Last year’s winner was this year’s honourable second-place – we catch up with the fantastic Dan Portch
Lonely Endeavour: #WexMondays winner from April 16, 2019. All images by Dan Portch
A long-time regular fixture in the #WexMondays Twitter competition winners’ lists, Dan Portch was crowned our photographer of the year for 2019, and for 2020 he gave it another good go! When the dust settled and the points were tallied, Dan (or @danportch as he's known on Twitter) ended our competition in second place – an extremely respectable showing, and a testament to just how good a photographer he is.
A self-taught photographer, Dan dabbles in lots of different genres. Landscapes were a regular fixture in his #WexMondays entries, but he also snuck a few portraits and street scenes into the mix. His consistently good technique, eye for a moment and variety of styles made it a pleasure to keep on shortlisting him, which explained how he racked up such an impressive score on the leaderboard!
A while ago, we caught up with Dan for a chat about all things photography, and it’s a pleasure to publish the full interview along with a few of his winning images from the past year. Read on to hear all about the man who’s never far from the top of the Wex Photographer of the Year leaderboard...
Chroma: #WexMondays winner from November 19, 2019
Wex Photo Video: What's the most expensive piece of equipment you've trashed?
Dan Portch: Luckily I haven't trashed any equipment, and, anyway, I don't really have any expensive kit – so I guess the silver lining to having minimal kit is there isn't anything expensive to ruin! There was, however, an instance where I slipped on rough ground and the head of my tripod trashed my two front teeth; the resulting dental bill (over £1,500!) therefore made it the most expensive accident with my kit to date.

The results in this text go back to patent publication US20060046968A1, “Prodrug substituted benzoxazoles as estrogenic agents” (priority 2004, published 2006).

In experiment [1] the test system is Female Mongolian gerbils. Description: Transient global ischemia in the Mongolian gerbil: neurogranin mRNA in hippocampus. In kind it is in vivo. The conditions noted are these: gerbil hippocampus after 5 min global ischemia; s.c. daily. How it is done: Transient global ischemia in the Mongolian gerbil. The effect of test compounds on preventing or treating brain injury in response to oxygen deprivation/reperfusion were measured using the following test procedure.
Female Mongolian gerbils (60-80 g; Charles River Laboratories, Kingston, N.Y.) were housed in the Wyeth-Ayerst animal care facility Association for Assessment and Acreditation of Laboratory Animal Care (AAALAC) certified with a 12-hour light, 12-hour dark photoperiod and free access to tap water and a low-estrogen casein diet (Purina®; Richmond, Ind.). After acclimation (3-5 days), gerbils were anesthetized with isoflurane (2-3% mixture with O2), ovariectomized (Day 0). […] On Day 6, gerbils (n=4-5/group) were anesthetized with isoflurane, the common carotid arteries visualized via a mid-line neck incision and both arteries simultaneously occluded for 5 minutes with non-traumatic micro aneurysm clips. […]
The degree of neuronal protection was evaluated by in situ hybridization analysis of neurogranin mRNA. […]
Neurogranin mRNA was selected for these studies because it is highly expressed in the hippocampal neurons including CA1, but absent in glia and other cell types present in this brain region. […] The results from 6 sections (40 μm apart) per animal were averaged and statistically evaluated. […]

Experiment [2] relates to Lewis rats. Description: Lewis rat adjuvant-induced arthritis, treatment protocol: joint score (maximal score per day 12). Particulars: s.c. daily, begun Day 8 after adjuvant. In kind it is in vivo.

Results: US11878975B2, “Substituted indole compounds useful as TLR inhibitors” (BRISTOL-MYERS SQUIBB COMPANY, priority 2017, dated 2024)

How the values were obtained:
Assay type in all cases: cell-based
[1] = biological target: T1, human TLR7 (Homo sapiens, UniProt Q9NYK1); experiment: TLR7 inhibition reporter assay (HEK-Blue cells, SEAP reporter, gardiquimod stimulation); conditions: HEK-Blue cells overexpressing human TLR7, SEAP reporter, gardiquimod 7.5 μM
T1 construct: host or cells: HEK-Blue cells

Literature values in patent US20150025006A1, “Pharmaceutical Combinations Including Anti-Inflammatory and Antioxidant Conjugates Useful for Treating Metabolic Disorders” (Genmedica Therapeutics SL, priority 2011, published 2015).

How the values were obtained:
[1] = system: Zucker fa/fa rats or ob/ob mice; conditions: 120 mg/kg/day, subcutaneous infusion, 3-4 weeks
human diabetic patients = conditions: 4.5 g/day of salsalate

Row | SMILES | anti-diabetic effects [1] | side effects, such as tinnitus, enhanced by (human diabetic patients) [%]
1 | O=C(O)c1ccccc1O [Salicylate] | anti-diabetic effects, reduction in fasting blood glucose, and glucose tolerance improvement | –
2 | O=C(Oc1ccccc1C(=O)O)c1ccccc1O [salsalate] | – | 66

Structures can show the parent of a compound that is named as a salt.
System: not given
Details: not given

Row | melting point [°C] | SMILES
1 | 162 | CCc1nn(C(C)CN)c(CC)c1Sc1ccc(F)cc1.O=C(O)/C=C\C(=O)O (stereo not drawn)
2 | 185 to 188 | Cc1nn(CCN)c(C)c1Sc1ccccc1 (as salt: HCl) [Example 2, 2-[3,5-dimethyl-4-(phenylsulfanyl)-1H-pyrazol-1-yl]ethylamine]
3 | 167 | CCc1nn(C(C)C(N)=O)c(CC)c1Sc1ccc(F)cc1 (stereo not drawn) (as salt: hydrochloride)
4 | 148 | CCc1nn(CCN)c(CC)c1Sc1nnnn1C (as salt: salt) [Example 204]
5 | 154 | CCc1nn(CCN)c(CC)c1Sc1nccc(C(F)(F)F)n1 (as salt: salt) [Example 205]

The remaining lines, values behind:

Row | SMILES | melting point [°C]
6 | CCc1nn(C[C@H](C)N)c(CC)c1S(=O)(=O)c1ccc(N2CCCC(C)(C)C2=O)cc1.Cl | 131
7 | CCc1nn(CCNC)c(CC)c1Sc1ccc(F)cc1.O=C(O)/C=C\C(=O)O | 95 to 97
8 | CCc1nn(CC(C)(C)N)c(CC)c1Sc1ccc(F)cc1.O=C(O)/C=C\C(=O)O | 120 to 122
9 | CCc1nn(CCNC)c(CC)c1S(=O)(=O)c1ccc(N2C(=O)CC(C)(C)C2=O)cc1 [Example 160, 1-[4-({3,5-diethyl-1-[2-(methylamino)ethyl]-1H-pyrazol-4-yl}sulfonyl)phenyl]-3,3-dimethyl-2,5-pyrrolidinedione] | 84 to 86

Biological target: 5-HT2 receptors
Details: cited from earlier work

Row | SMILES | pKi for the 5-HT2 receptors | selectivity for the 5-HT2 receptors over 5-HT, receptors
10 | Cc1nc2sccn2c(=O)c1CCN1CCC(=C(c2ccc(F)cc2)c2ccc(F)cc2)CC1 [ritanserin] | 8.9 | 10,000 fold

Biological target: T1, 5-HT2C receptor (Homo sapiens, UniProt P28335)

WPV: Tell us about the image that got away?
DP: Honestly, I think most of my images are 'missed' because I am never entirely happy with various aspects – I always think they could be sharper, exposed better, etc. However, the one image I wish I could go back and have another chance of shooting is that of the aurora borealis above the infamous Vik church in Iceland. It was my first time ever seeing the aurora and I was under strict instructions from the wife to not go getting my camera and tripod out.
After about 15 minutes enjoying the sight, my wife gave me permission to have 5 minutes with the camera to get a shot I had in mind. I rushed to get my kit bag out, fumbled about in the dark setting up, put focus near infinity, and spent most of the time trying to get the composition and exposure I wanted. Having never shot the aurora, I took a few goes to get the settings sorted and by that point the composition of the aurora over the church had faded and changed. It was when reviewing the shots I noticed that the stars were out of focus (and unfortunately not so out of focus they looked like intentionally-large bokeh balls!). I now just can't stand looking at that image because all I see is blurred stars.
WPV: What's the worst shooting experience you've ever had?
DP: I would rather not talk about it – my therapy for that day has been long and arduous! Only kidding, but let's just say it involved a newborn baby, wee and runny orange poo. Argh, it's all coming back to me! Must... stop... thinking... about... it.
Dreams at Dawn: #WexMondays winner from November 26, 2019
WPV: Tell us about your dream shoot?